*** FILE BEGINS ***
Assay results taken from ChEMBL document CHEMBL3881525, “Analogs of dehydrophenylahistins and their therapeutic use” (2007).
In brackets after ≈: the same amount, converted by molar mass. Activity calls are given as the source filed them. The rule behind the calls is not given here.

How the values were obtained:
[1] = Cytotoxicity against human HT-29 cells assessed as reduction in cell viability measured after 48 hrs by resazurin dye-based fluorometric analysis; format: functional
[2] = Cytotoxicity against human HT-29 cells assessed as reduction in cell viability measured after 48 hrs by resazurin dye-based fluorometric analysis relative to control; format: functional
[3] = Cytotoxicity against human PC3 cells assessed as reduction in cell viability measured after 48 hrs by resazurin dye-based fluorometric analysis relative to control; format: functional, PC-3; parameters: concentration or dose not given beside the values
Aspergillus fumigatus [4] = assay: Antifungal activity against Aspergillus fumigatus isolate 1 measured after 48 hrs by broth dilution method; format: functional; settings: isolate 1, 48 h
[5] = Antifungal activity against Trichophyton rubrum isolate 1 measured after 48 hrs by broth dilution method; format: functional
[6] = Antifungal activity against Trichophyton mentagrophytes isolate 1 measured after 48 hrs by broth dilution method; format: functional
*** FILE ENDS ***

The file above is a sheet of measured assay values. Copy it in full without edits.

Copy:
Assay results taken from ChEMBL document CHEMBL3881525, “Analogs of dehydrophenylahistins and their therapeutic use” (2007).
In brackets after ≈: the same amount, converted by molar mass. Activity calls are given as the source filed them. The rule behind the calls is not given here.

How the values were obtained:
[1] = Cytotoxicity against human HT-29 cells assessed as reduction in cell viability measured after 48 hrs by resazurin dye-based fluorometric analysis; format: functional
[2] = Cytotoxicity against human HT-29 cells assessed as reduction in cell viability measured after 48 hrs by resazurin dye-based fluorometric analysis relative to control; format: functional
[3] = Cytotoxicity against human PC3 cells assessed as reduction in cell viability measured after 48 hrs by resazurin dye-based fluorometric analysis relative to control; format: functional, PC-3; parameters: concentration or dose not given beside the values
Aspergillus fumigatus [4] = assay: Antifungal activity against Aspergillus fumigatus isolate 1 measured after 48 hrs by broth dilution method; format: functional; settings: isolate 1, 48 h
[5] = Antifungal activity against Trichophyton rubrum isolate 1 measured after 48 hrs by broth dilution method; format: functional
[6] = Antifungal activity against Trichophyton mentagrophytes isolate 1 measured after 48 hrs by broth dilution method; format: functional